On Wednesday, the federal constitutional court, Germany’s highest court, confirmed the police ban of a demonstration against the G8 summit scheduled to take place June 7. Protesters had planned to carry out a so-called Star March to the Baltic resort of Heiligendamm where leaders of the world’s largest economies are currently meeting.
The decision by the constitutional court represents a fundamental attack on the democratic right of free assembly. The court came to its decision while acknowledging that the original demonstration ban imposed by police, and then confirmed by a state court in Mecklenburg-Western Pomerania, was unconstitutional. Instead the judges argued the outbreak of violence in Rostock June 2 was sufficient to justify the ban.
An increasing body of evidence suggests that the acts of violence last Saturday in Rostock were initiated or encouraged by police provocateurs. On the evening prior to the court’s ruling a group of five police officers, dressed in the manner of the “black bloc” anarchists, was apprehended and unmasked by demonstrators at the security fence surrounding Heiligendamm. The undercover policemen had been seeking to incite protesters to commit criminal offences.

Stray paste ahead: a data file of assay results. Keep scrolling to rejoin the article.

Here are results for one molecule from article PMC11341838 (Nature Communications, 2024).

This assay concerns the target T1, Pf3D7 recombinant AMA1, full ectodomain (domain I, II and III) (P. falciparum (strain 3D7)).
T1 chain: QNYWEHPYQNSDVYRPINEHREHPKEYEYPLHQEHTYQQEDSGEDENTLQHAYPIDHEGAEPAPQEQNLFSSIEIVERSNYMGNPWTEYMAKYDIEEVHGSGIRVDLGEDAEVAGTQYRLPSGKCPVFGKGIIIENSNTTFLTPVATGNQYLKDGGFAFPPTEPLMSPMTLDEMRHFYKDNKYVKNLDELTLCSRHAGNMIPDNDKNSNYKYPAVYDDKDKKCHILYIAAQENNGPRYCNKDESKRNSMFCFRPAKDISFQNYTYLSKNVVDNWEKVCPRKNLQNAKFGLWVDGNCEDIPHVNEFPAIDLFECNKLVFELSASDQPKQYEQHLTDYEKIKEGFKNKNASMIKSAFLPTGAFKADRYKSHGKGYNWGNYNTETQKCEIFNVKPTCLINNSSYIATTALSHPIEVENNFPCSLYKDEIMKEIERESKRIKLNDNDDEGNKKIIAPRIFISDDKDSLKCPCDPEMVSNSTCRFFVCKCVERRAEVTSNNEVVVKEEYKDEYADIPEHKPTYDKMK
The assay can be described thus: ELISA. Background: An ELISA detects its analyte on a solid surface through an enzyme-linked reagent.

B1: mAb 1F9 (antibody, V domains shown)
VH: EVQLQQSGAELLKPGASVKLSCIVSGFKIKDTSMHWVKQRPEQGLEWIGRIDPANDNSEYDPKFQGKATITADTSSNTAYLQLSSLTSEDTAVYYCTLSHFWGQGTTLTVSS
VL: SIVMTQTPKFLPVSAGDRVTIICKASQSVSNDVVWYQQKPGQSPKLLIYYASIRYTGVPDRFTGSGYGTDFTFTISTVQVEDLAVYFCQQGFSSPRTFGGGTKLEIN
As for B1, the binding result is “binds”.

Plans for the star-shaped march were originally announced last October 30, but in discussions held this May 10 between police and protest organizers, police representatives declared that the planned march could not be held. The authorities declared that an area comprising approximately 40 square kilometers around Heiligendamm had to be kept free, enabling roads in the vicinity to be used. In response, the organizers declared that they had no intention of blockading the summit and proposed alternative routes. One week later the police banned both the protest march and the proposed alternative routes.
The demonstration organizers then filed an appeal against this prohibition with the administrative court in Schwerin, which decided in their favour. The court ruled that the prohibition was entirely inappropriate. However, the higher administrative court of Mecklenburg-Western Pomerania reversed this decision and ruled that demonstrations could only take place in neighboring towns.